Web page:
(Los Angeles) Actress Carrie Fisher, who played Princess Leia in the Star Wars saga, received a posthumous star in Los Angeles on Thursday, in a ceremony clouded by a dispute within her family.

The actress, who died in 2016 following a heart attack, was honored on the famous Hollywood Boulevard “Walk of Fame” by her daughter Billie Lourd, on the occasion of May 4. A day that has established itself over the years in the United States as “Star Wars Day” celebrated by fans of the franchise created by George Lucas.

While the actress’ daughter wore a Princess Leia dress, other family members were conspicuously absent: Carrie Fisher’s brother, Todd, and half-sisters Joely and Tricia. Leigh, weren’t invited.

“To be left out of this special day is really hurtful,” Todd Fisher told the TMZ gossip site.

The sisters denounced a “deeply shocking” omission on Instagram.

A decision perfectly assumed by Billie Lourd. “We have no relationship,” Carrie Fisher’s daughter told The Hollywood Reporter, accusing the actress’ siblings of profiting from her mother’s death by pulling out books and granting multiple interviews” to the American press.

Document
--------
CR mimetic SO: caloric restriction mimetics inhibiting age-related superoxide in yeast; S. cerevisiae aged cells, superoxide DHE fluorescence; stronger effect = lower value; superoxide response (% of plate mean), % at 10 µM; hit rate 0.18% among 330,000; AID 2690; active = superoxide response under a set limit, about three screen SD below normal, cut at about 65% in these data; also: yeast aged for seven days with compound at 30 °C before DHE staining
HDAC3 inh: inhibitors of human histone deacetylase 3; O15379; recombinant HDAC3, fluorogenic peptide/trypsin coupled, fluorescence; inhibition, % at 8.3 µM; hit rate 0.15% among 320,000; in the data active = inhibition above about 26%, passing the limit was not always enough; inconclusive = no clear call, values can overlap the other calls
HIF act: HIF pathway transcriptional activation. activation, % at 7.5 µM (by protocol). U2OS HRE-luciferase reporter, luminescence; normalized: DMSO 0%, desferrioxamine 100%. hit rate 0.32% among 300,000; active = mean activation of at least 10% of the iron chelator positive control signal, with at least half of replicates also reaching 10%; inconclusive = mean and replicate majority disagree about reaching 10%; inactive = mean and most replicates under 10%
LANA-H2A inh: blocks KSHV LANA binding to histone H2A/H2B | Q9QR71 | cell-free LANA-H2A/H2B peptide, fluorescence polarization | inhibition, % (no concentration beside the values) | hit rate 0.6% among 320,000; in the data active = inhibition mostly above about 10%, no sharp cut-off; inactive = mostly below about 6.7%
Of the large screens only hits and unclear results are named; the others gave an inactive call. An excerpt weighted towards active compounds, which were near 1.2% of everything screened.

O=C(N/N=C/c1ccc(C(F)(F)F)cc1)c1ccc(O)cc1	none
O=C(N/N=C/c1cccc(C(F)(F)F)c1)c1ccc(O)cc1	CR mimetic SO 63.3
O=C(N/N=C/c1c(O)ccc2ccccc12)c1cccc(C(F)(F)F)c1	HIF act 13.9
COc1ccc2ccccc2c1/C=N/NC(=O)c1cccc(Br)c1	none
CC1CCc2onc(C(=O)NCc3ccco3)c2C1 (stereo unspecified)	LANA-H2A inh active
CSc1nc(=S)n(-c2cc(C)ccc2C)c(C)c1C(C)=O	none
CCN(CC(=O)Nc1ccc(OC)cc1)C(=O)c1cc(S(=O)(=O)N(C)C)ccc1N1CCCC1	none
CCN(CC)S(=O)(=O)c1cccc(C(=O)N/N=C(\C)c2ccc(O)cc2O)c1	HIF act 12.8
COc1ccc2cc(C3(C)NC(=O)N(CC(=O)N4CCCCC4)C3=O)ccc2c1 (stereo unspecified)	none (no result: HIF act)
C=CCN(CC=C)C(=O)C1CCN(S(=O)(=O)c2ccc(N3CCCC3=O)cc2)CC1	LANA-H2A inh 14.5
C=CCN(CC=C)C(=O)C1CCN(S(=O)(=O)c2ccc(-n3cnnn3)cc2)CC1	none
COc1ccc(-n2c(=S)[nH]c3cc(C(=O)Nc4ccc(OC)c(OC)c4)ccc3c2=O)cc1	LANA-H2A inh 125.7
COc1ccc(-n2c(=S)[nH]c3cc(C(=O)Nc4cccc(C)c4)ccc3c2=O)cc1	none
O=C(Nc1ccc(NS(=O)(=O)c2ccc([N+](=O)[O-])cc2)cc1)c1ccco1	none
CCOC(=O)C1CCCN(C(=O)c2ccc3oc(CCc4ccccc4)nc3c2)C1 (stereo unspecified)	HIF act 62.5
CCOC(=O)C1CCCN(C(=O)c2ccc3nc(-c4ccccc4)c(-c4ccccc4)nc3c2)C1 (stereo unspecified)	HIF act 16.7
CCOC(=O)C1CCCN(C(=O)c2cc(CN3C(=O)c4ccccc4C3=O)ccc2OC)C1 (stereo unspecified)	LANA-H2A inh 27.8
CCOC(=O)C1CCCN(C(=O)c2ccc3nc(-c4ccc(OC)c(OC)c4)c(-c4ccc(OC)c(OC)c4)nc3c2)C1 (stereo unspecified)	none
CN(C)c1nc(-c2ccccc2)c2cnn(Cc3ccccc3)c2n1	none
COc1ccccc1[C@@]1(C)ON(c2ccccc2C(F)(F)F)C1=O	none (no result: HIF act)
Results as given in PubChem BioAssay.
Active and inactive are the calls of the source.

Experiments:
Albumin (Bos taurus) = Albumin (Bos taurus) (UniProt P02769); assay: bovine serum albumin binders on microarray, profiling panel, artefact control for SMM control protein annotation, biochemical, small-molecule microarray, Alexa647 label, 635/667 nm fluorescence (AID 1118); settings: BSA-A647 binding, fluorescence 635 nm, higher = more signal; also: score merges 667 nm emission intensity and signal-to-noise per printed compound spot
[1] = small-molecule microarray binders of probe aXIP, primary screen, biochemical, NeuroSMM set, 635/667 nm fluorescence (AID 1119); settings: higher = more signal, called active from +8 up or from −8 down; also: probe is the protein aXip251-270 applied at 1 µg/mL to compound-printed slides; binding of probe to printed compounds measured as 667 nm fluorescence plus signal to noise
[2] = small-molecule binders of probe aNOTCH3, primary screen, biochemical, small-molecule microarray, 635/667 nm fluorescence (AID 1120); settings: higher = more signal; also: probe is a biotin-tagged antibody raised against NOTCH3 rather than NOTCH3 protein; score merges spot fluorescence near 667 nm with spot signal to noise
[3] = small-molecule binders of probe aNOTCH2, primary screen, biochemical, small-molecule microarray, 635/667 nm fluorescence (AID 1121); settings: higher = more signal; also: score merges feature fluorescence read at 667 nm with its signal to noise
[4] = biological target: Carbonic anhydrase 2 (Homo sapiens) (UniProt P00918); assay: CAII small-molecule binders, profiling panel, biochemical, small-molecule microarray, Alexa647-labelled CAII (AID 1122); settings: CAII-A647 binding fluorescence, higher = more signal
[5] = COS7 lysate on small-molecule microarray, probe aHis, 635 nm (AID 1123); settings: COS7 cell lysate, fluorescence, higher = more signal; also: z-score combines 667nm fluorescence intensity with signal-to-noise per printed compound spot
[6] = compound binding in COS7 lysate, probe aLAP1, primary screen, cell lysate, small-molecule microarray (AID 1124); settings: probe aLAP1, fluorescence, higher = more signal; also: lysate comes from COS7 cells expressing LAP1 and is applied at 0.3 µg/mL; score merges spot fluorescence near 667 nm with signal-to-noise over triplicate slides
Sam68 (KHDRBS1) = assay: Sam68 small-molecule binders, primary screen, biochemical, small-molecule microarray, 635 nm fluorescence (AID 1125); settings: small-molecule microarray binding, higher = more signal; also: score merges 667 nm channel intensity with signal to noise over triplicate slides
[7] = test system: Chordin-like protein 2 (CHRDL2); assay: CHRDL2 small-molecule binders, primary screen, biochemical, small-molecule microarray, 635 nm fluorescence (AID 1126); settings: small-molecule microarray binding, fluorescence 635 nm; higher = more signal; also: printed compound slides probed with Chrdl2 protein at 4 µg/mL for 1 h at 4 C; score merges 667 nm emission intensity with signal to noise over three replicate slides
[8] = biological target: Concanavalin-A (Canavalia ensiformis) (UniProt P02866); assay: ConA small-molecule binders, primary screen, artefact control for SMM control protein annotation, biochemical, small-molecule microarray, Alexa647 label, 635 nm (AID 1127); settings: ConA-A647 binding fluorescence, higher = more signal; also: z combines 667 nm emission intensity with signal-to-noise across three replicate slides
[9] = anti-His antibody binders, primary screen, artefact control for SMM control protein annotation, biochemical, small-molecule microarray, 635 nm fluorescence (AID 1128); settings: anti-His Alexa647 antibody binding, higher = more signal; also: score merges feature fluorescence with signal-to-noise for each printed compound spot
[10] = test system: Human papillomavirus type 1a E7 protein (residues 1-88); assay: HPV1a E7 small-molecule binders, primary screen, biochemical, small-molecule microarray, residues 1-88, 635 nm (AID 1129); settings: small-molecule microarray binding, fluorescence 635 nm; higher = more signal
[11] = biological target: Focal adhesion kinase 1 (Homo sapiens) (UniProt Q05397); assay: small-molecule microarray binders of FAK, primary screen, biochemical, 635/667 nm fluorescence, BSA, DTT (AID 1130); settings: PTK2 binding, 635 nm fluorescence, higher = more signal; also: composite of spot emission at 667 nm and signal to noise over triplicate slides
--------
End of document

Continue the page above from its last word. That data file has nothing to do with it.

“The truth about my mother’s very complicated relationship with her family is known only to me and those who were actually close to her,” she added.

The campaign to give Carrie Fisher a star had been going on for years: fans complained that her male colleagues Mark Hamill (Luke Skywalker in the saga) and Harrison Ford (Han Solo) had long since secured their awards on Hollywood Boulevard.

The actress “was our princess, dammit,” Mr. Hamill gushed at the ceremony Thursday, paying tribute to his “beloved space twin” alongside robots R2-D2 and C3PO, popularized by the intergalactic soap opera.

Carrie Fisher, whose first screen role came as a teenager in Hal Ashby’s 1975 satire Shampoo, played Leia in six films, beginning with Star Wars: Episode IV (1977).

She appeared posthumously in Star Wars: Episode IX (2019).

The actress joins more than 2,000 big names in film, television and music who have stars encrusted on the sidewalks of Hollywood Boulevard and surrounding streets.